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David, careful with accelerant on CA glue.  The fumes when it contacts the glue are very strong and will do a number on you if you or right over the gluing area.  Also, it will sometimes turn the CA glue white, just be careful.  I, personally, tend to not use it as the CA glue seems to dry fast enough for me and I don't like the glue turning white.  Brad, have you had that experience before?    jeff

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Yeah, that's why said I would _ consider_ removing most of the tip and saving the part that holds the wood together. 

 

The word Ivory popped up- thinking on a valuable bow why replace a broken ivory tip? Two strikes these days, ivory + cracked. On a valuable bow if the tip was ivory and it was all the way off, these days it might be smart to consider replacement with another material. 

 

My remedy was part thought experiment. 

 

______________________

 

I never use the the CA accelerant anymore, it's carcenogenic, it heats the work when it reacts with the glue, it stinks.  Here is a good substitute: baking soda. A little dab will accelerate CA.  

 

I had a job once where I had to build fairly large copy of a DC-3 airliner in balsa and aluminum. ( 7 foot wingspan )  I used lots of CA to build it. It needed the spray accelerant, on small stuff I switched to baking soda about ten years ago. You know, because airliners and bows are different.  :lol:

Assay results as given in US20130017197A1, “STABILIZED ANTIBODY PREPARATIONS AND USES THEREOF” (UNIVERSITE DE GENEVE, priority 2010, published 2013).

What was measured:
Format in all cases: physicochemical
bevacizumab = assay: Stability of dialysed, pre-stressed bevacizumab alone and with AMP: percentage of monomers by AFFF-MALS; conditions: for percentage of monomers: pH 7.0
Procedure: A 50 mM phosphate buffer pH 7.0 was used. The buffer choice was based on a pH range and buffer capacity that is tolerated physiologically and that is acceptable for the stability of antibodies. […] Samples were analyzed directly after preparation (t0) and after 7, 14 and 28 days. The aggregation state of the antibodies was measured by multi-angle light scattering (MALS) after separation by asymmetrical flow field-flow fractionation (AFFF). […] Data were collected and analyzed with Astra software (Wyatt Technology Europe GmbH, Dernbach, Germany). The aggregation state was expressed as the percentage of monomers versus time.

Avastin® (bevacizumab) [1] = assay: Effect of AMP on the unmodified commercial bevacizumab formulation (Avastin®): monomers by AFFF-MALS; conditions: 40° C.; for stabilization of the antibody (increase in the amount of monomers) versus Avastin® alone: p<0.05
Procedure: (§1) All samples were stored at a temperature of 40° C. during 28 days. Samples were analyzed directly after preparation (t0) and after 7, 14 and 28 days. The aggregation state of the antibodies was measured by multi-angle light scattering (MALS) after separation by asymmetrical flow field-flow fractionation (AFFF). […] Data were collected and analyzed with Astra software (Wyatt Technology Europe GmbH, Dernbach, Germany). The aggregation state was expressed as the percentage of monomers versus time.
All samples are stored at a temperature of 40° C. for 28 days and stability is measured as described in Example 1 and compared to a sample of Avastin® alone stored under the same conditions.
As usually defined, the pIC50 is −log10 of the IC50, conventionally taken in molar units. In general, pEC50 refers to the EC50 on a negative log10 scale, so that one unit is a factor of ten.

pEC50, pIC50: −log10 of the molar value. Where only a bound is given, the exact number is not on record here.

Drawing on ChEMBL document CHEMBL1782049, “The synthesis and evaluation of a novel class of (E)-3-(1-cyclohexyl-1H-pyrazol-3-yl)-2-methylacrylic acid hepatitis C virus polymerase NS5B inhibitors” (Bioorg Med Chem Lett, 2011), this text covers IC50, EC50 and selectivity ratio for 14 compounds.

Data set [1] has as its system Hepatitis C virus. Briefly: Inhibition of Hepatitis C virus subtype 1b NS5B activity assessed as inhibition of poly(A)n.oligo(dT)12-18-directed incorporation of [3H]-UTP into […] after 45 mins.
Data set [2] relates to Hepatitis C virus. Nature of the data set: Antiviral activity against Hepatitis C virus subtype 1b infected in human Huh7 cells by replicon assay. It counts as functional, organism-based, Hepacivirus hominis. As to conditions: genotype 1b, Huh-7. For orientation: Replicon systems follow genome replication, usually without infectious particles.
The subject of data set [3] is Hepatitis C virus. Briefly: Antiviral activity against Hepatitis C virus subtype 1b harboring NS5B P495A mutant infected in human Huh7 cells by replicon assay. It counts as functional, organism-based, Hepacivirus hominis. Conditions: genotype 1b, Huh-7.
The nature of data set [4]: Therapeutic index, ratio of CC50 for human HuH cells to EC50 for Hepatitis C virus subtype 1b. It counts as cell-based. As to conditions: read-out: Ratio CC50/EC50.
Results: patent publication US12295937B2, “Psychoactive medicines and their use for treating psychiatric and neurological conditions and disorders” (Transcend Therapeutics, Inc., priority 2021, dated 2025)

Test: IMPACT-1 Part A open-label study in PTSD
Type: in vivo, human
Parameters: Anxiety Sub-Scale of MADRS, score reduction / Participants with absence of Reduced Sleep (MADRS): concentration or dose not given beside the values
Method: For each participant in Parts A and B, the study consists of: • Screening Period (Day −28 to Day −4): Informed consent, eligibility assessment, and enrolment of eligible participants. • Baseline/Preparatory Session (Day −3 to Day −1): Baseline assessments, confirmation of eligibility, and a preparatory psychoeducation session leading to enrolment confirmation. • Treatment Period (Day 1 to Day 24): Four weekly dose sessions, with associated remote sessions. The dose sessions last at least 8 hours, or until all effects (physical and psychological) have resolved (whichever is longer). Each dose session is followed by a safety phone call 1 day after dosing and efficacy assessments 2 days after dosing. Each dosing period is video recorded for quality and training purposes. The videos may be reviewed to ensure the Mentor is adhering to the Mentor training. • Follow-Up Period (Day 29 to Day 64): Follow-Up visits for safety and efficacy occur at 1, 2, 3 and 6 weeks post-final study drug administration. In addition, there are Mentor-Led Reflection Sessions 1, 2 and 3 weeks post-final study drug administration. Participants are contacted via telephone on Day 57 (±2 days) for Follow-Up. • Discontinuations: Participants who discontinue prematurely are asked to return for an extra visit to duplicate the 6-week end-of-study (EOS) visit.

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I thought seeing as I've started the thread I may as well update. I decided to glue the tip back on, using quick drying shockproof superglue (I have no idea what the physical difference - if any - there is between this and any other superglue). I taped the tip in place exactly where I wanted it do go, then peeled off one side of the tape (the side with the bow fragment still attached. Peeling off the other side could damage the wood) and applied superglue to the surface. I then taped back over and, wearing plastic gloves, pressed the tip down and the cracked section back into place. Over all it took ten minutes working time.

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I'd be afraid the glue wouldn't  have time to wick in doing it in that order. 

Well, that's actually the point.  I have used it in the past so that the CA wouldn't use it's great capillary action and take off out of the joint (and into the material).  I assume that's why Steven used it with balsa wood, it would just keep suckin it out of the joint.  When (in guitar work) I used it for filler (not on wood bodies), I would use the accelerant (and subsequent baking soda) in a "fill" situation-this was before they had the thicker stuff.   jeff